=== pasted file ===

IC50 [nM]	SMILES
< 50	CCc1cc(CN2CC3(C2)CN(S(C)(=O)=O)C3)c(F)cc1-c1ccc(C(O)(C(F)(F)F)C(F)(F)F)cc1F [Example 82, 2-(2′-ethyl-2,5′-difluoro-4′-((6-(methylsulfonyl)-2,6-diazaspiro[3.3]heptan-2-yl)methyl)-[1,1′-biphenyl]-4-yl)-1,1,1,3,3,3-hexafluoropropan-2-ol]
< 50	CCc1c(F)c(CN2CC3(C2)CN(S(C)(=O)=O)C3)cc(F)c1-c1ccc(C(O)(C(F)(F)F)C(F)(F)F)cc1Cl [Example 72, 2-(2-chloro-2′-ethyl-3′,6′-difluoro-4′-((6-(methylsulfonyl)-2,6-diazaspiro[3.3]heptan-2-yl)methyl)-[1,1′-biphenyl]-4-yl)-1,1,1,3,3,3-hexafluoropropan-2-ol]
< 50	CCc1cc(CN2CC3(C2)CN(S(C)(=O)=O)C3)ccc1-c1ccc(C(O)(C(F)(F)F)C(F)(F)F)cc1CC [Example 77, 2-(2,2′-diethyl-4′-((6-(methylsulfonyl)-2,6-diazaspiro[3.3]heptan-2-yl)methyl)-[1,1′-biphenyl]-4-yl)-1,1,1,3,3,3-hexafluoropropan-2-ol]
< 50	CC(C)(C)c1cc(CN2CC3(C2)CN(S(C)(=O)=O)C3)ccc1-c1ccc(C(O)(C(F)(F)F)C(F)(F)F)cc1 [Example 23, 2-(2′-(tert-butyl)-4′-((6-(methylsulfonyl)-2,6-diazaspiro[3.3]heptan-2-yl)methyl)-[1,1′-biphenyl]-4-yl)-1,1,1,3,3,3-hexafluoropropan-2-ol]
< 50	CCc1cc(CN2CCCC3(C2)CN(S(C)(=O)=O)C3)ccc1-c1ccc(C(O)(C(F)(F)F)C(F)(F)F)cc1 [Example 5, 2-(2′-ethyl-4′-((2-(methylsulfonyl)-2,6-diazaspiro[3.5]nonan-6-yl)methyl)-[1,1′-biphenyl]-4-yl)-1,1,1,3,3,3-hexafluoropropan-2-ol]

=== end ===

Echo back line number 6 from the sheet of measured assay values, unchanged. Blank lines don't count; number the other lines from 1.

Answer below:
< 50	CCc1cc(CN2CCCC3(C2)CN(S(C)(=O)=O)C3)ccc1-c1ccc(C(O)(C(F)(F)F)C(F)(F)F)cc1 [Example 5, 2-(2′-ethyl-4′-((2-(methylsulfonyl)-2,6-diazaspiro[3.5]nonan-6-yl)methyl)-[1,1′-biphenyl]-4-yl)-1,1,1,3,3,3-hexafluoropropan-2-ol]